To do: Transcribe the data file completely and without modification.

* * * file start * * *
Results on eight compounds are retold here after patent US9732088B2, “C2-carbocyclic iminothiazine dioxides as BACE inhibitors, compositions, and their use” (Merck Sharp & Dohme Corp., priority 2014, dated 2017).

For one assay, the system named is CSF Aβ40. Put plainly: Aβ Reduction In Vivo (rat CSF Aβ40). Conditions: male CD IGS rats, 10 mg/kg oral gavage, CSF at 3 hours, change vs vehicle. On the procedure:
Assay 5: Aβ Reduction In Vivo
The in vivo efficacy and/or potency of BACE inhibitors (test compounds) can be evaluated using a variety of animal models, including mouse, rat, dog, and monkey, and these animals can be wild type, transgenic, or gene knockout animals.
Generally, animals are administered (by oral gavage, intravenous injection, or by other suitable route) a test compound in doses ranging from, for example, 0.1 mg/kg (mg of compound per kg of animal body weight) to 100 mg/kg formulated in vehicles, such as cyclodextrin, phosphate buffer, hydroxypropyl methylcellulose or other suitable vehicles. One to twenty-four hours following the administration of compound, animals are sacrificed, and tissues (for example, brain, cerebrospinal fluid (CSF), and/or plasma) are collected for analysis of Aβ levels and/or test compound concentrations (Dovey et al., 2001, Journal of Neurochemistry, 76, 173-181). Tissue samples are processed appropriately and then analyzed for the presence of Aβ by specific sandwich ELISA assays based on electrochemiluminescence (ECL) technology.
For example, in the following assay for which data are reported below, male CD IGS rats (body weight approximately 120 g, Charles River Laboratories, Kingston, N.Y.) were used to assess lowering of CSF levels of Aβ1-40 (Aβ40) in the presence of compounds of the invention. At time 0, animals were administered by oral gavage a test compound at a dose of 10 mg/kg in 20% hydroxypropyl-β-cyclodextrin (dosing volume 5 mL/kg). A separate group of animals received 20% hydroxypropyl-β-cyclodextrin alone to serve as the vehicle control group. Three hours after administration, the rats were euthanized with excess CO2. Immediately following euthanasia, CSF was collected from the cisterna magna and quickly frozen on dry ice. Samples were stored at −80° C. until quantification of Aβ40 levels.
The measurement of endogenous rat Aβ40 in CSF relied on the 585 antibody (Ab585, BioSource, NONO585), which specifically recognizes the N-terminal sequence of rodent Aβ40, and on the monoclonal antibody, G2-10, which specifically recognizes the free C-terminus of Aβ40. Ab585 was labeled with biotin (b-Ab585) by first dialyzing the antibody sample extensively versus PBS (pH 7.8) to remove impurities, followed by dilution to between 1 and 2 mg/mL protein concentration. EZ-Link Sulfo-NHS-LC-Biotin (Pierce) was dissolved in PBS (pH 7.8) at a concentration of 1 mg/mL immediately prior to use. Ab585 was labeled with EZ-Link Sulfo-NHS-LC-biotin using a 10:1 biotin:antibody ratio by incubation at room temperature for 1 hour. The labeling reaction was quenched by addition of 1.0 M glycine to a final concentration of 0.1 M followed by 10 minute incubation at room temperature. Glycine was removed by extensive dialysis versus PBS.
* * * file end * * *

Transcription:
Results on eight compounds are retold here after patent US9732088B2, “C2-carbocyclic iminothiazine dioxides as BACE inhibitors, compositions, and their use” (Merck Sharp & Dohme Corp., priority 2014, dated 2017).

For one assay, the system named is CSF Aβ40. Put plainly: Aβ Reduction In Vivo (rat CSF Aβ40). Conditions: male CD IGS rats, 10 mg/kg oral gavage, CSF at 3 hours, change vs vehicle. On the procedure:
Assay 5: Aβ Reduction In Vivo
The in vivo efficacy and/or potency of BACE inhibitors (test compounds) can be evaluated using a variety of animal models, including mouse, rat, dog, and monkey, and these animals can be wild type, transgenic, or gene knockout animals.
Generally, animals are administered (by oral gavage, intravenous injection, or by other suitable route) a test compound in doses ranging from, for example, 0.1 mg/kg (mg of compound per kg of animal body weight) to 100 mg/kg formulated in vehicles, such as cyclodextrin, phosphate buffer, hydroxypropyl methylcellulose or other suitable vehicles. One to twenty-four hours following the administration of compound, animals are sacrificed, and tissues (for example, brain, cerebrospinal fluid (CSF), and/or plasma) are collected for analysis of Aβ levels and/or test compound concentrations (Dovey et al., 2001, Journal of Neurochemistry, 76, 173-181). Tissue samples are processed appropriately and then analyzed for the presence of Aβ by specific sandwich ELISA assays based on electrochemiluminescence (ECL) technology.
For example, in the following assay for which data are reported below, male CD IGS rats (body weight approximately 120 g, Charles River Laboratories, Kingston, N.Y.) were used to assess lowering of CSF levels of Aβ1-40 (Aβ40) in the presence of compounds of the invention. At time 0, animals were administered by oral gavage a test compound at a dose of 10 mg/kg in 20% hydroxypropyl-β-cyclodextrin (dosing volume 5 mL/kg). A separate group of animals received 20% hydroxypropyl-β-cyclodextrin alone to serve as the vehicle control group. Three hours after administration, the rats were euthanized with excess CO2. Immediately following euthanasia, CSF was collected from the cisterna magna and quickly frozen on dry ice. Samples were stored at −80° C. until quantification of Aβ40 levels.
The measurement of endogenous rat Aβ40 in CSF relied on the 585 antibody (Ab585, BioSource, NONO585), which specifically recognizes the N-terminal sequence of rodent Aβ40, and on the monoclonal antibody, G2-10, which specifically recognizes the free C-terminus of Aβ40. Ab585 was labeled with biotin (b-Ab585) by first dialyzing the antibody sample extensively versus PBS (pH 7.8) to remove impurities, followed by dilution to between 1 and 2 mg/mL protein concentration. EZ-Link Sulfo-NHS-LC-Biotin (Pierce) was dissolved in PBS (pH 7.8) at a concentration of 1 mg/mL immediately prior to use. Ab585 was labeled with EZ-Link Sulfo-NHS-LC-biotin using a 10:1 biotin:antibody ratio by incubation at room temperature for 1 hour. The labeling reaction was quenched by addition of 1.0 M glycine to a final concentration of 0.1 M followed by 10 minute incubation at room temperature. Glycine was removed by extensive dialysis versus PBS.